For the past week, I’ve been working on a review of the iPad Pro. For better or worse it has been a very quick week and I’ve been working on the review right up to the embargo time. Rather than rushing out our review of Apple's first large-format tablet in an incomplete state, I'm going to hold it back so that we can get it right and produce the kind of high-quality article that we're known for.

Instead for today's embargo I want to take a more personal look at one segment of the iPad Pro's new features as a preview of things to come. The iPad Pro is a tablet of several firsts for Apple - their first large-format tablet, their first tablet with Apple's A9X SoC, and their first tablet clearly geared towards productivity as opposed to content consumption - and as a result one area that’s worth discussing in depth is whether or not the iPad Pro is useful to people that might not have wanted or needed an iPad before. With the iPad Air 2, for example, I felt quite strongly that while in some ways the larger display than a phablet or a mini tablet was useful, it was difficult for me to justify the cost of the tablet due to the lack of some productivity-focused tools.

Probably the simplest example of productivity use for someone like me is taking notes in class. While you can use a Bluetooth keyboard or a capacitive stylus with tablets like the iPad Air 2, they’re both notably flawed. Typing on a Bluetooth keyboard is often difficult when the keyboard on most of these tablets is usually too cramped/small, so relative to a normal laptop the iPad Air 2 would be at a disadvantage. Using a traditional passive capacitive stylus is also not particularly helpful because the tip is often extremely wide and makes it difficult to write with any precision. There’s also no real palm rejection with passive capacitive styluses, so the experience is pretty frustrating.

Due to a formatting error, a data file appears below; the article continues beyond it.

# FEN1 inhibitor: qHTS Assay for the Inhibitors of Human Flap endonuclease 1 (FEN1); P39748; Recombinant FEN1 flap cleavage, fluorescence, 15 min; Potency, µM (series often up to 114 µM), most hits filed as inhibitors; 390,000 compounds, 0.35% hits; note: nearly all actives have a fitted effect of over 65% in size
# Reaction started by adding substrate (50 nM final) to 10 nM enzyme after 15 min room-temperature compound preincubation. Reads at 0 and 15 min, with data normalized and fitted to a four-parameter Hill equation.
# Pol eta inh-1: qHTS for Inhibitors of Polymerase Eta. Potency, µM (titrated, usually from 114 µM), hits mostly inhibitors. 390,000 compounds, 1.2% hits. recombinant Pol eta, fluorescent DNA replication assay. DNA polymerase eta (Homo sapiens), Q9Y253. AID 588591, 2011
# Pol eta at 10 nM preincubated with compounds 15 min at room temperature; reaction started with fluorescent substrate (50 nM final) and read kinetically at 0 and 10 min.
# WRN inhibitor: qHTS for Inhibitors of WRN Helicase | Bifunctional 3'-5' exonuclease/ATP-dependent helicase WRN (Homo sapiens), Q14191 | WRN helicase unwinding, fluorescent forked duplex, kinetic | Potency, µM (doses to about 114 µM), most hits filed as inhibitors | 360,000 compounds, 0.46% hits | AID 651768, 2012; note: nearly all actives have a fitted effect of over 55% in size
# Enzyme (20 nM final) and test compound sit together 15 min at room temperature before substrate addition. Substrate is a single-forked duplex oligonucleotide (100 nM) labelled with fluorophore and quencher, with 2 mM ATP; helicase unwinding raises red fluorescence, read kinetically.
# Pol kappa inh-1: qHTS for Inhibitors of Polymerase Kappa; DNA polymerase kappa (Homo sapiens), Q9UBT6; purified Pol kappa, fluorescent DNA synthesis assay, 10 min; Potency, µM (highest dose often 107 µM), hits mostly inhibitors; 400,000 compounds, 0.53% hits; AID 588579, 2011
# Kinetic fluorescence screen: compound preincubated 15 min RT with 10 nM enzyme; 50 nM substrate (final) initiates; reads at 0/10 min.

At the end of the day, with the iPad Air 2 and most tablets in general I found that trying to take notes with a tablet, whether with a keyboard, stylus, or both was slower than just taking out a sheet of paper and a pencil. Given the amount of coverage on the Apple Pencil and iPad Pro, I wanted to see for myself whether the iPad Pro would be able to replace pencil and paper for notetaking speed. To do this, I took the iPad Pro to class and simply relied on the built-in Notes application to try and see how well I could follow along in lectures and discussions. While some classes are such that words are sufficient to capture what is being said, with math and a lot of engineering classes I’ve found that a traditional QWERTY keyboard is just too slow to keep up at times when equations with Greek symbols and other notation that requires ALT key codes that are basically impossible to remember and quickly type out. The other problem is drawing diagrams, graphs, or anything that is otherwise extremely difficult to recreate solely with a text editor.